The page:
Cattle dung and insect soup – just another day in the office for Perth biosecurity officers
25 March 2018
- Almost 50,000 biosecurity risk items intercepted at Perth Airport in 2017
- Includes cattle dung and urine, live earthworms, fried bugs and grasshoppers
- Australian biosecurity safeguards Australia from significant pests and diseases that can impact on environment, industries, plant, animal and human health
Fried bugs are on the menu for biosecurity officers at Perth’s International Airport, with an increased number of potentially hazardous food and plant items intercepted over the past 12 months.
WA’s biosecurity officers continue to defend Australia against potentially devastating invaders - pests and diseases - with almost 50,000 biosecurity risk items intercepted in 2017.
Minister for Agriculture and Water Resources, David Littleproud, said with the new International precinct at Perth Airport and new Qantas Dreamliner, more international travelers will be making the trip down under, keeping biosecurity officers on their toes.
“In 2017, Perth’s biosecurity officers seized thousands of food items including 6,860 kilos of meat, 1,450 kilos of seafood, 634 kilos of citrus and 400 kilos of fungi like mushrooms,” Minister Littleproud said.
“These officers are defending our nation from invading pests and diseases, which could put our farmers out of business and threaten our food supply.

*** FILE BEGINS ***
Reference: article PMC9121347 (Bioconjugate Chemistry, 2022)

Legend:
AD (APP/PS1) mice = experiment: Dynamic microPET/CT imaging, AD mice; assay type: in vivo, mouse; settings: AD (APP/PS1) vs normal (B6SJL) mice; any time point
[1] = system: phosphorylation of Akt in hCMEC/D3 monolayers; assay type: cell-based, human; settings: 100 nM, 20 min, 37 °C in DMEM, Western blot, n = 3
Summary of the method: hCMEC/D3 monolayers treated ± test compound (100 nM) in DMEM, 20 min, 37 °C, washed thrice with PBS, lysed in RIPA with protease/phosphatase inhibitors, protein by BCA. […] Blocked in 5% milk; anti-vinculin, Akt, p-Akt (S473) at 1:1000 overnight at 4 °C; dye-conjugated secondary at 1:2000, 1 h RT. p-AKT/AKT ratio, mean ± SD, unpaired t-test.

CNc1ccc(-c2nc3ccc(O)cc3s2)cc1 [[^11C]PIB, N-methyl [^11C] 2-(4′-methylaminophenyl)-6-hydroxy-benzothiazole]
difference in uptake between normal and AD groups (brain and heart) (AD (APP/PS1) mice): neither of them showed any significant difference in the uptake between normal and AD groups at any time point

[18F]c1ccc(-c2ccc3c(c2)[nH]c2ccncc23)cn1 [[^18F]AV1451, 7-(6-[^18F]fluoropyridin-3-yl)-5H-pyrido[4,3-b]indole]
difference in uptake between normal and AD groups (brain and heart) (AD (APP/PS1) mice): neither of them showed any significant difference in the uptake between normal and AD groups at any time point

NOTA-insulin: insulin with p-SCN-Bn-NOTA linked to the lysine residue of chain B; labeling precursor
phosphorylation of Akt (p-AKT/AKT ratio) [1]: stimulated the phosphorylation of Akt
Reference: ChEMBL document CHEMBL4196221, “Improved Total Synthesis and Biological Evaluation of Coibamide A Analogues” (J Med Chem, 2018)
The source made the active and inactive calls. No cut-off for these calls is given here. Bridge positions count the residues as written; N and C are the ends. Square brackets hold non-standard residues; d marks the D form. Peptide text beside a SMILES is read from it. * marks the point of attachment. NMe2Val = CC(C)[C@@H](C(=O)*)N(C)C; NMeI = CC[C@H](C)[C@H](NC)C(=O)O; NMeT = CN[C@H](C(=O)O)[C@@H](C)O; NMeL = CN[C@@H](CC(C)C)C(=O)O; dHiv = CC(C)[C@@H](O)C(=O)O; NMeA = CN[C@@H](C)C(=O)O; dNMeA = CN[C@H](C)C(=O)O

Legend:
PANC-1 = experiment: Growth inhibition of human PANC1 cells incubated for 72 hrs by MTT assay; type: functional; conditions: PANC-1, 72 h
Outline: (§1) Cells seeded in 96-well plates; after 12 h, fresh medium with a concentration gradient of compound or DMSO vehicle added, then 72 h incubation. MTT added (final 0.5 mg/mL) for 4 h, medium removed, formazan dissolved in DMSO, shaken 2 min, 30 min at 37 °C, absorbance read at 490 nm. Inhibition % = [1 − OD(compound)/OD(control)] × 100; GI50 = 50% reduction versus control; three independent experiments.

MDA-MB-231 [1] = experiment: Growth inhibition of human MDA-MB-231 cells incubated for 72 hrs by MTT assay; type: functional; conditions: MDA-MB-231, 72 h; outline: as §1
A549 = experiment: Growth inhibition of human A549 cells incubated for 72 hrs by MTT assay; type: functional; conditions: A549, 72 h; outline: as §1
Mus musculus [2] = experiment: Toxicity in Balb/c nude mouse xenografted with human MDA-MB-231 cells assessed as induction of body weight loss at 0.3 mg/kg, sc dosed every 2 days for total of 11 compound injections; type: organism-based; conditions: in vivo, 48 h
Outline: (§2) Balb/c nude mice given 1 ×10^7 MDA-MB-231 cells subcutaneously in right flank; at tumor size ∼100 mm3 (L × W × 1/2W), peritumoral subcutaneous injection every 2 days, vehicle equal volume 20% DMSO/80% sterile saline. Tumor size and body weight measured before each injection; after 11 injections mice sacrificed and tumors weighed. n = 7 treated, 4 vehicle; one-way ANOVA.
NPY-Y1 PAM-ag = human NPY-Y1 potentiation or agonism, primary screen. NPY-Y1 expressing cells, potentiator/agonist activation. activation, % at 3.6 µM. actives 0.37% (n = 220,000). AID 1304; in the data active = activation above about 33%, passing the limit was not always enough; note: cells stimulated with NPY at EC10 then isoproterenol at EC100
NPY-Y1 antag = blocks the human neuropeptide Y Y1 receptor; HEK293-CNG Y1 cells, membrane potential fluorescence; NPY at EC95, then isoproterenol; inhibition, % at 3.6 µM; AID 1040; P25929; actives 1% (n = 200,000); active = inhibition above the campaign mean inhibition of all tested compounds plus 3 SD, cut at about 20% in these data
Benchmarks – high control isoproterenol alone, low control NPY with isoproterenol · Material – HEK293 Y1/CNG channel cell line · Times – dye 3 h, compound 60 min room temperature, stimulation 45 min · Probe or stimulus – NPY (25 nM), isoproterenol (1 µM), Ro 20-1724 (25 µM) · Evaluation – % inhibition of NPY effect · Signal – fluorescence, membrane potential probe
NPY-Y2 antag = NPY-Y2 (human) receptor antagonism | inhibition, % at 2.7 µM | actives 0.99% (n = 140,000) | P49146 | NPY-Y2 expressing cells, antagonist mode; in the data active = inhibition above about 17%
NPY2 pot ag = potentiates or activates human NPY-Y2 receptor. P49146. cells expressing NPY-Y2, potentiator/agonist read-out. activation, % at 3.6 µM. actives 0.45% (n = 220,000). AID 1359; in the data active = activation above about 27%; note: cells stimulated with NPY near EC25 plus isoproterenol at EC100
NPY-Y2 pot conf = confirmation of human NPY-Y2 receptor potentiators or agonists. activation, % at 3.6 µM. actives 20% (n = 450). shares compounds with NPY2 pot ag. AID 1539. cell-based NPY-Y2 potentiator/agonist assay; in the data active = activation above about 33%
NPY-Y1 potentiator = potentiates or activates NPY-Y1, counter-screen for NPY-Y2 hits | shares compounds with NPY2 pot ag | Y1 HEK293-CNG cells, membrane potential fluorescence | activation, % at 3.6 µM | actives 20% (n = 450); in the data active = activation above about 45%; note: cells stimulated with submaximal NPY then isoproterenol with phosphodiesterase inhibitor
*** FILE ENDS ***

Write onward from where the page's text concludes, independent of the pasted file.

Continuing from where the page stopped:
“Perth’s 69 strong team have intercepted items including insect soup, live earthworms, cattle dung and urine and fried bugs.
“Around 500 frontline staff at Australia’s international airports help preserve Australia’s food and farmers by intercepting items that could carry exotic pests and diseases into the country.
“With more tourists coming to Australia and the new Qantas Dreamliner opening up new long haul destinations, our frontline biosecurity will be more important than ever.
“Australian farmers produce clean green produce and we need to protect this $63 billion industry.
“Our agriculture sector supports millions of Australian jobs, from the grower right through to the retailer, and these are jobs that deserve the Australian Government’s protection.
“We take our hats off to the biosecurity officers who save our bacon day in day out.”
In addition to the $100 million the Coalition Government has committed to fight pests and weeds, a further $200 million has been delivered over four years to strengthen and improve Australia’s biosecurity system through the Agricultural Competitiveness White Paper.
- Some 340,000 biosecurity risk items were intercepted across Australia’s airports, seaports and mail centres in 2017
- ABARES estimates that Australia's biosecurity system saves farmers up to $17,500 per farm per year.
- On average, Australia's detector dog teams intercept more than 50,000 biosecurity risk items across Australia each year
- Since 2013, the Coalition has increased biosecurity investment by over 29 per cent, totalling $783.2 million this financial year.